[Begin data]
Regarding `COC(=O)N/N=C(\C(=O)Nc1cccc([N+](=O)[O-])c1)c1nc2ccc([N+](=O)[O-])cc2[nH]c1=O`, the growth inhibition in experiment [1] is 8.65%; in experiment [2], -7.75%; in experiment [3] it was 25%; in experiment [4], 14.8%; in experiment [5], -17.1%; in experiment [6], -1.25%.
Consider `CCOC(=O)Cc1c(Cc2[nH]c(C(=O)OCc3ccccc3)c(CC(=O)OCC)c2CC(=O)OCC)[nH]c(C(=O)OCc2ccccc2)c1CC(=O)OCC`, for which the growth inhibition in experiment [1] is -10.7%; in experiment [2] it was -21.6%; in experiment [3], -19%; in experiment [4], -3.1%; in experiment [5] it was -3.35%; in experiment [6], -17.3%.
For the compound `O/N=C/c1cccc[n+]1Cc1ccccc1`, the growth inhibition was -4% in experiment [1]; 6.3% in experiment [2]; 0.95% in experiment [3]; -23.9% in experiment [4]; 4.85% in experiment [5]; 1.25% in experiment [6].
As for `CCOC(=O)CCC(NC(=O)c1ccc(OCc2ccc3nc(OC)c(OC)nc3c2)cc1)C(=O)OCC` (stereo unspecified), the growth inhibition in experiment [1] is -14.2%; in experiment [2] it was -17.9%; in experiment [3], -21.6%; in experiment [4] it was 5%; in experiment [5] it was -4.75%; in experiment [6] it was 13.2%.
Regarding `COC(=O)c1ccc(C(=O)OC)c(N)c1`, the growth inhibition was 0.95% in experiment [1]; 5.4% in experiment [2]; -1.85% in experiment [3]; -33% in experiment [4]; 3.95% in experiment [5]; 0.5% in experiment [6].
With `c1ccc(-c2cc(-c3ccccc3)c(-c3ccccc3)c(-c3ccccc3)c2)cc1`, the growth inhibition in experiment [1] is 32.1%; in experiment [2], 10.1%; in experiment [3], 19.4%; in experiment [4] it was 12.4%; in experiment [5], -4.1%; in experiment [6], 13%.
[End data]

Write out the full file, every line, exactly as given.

Regarding `COC(=O)N/N=C(\C(=O)Nc1cccc([N+](=O)[O-])c1)c1nc2ccc([N+](=O)[O-])cc2[nH]c1=O`, the growth inhibition in experiment [1] is 8.65%; in experiment [2], -7.75%; in experiment [3] it was 25%; in experiment [4], 14.8%; in experiment [5], -17.1%; in experiment [6], -1.25%.
Consider `CCOC(=O)Cc1c(Cc2[nH]c(C(=O)OCc3ccccc3)c(CC(=O)OCC)c2CC(=O)OCC)[nH]c(C(=O)OCc2ccccc2)c1CC(=O)OCC`, for which the growth inhibition in experiment [1] is -10.7%; in experiment [2] it was -21.6%; in experiment [3], -19%; in experiment [4], -3.1%; in experiment [5] it was -3.35%; in experiment [6], -17.3%.
For the compound `O/N=C/c1cccc[n+]1Cc1ccccc1`, the growth inhibition was -4% in experiment [1]; 6.3% in experiment [2]; 0.95% in experiment [3]; -23.9% in experiment [4]; 4.85% in experiment [5]; 1.25% in experiment [6].
As for `CCOC(=O)CCC(NC(=O)c1ccc(OCc2ccc3nc(OC)c(OC)nc3c2)cc1)C(=O)OCC` (stereo unspecified), the growth inhibition in experiment [1] is -14.2%; in experiment [2] it was -17.9%; in experiment [3], -21.6%; in experiment [4] it was 5%; in experiment [5] it was -4.75%; in experiment [6] it was 13.2%.
Regarding `COC(=O)c1ccc(C(=O)OC)c(N)c1`, the growth inhibition was 0.95% in experiment [1]; 5.4% in experiment [2]; -1.85% in experiment [3]; -33% in experiment [4]; 3.95% in experiment [5]; 0.5% in experiment [6].
With `c1ccc(-c2cc(-c3ccccc3)c(-c3ccccc3)c(-c3ccccc3)c2)cc1`, the growth inhibition in experiment [1] is 32.1%; in experiment [2], 10.1%; in experiment [3], 19.4%; in experiment [4] it was 12.4%; in experiment [5], -4.1%; in experiment [6], 13%.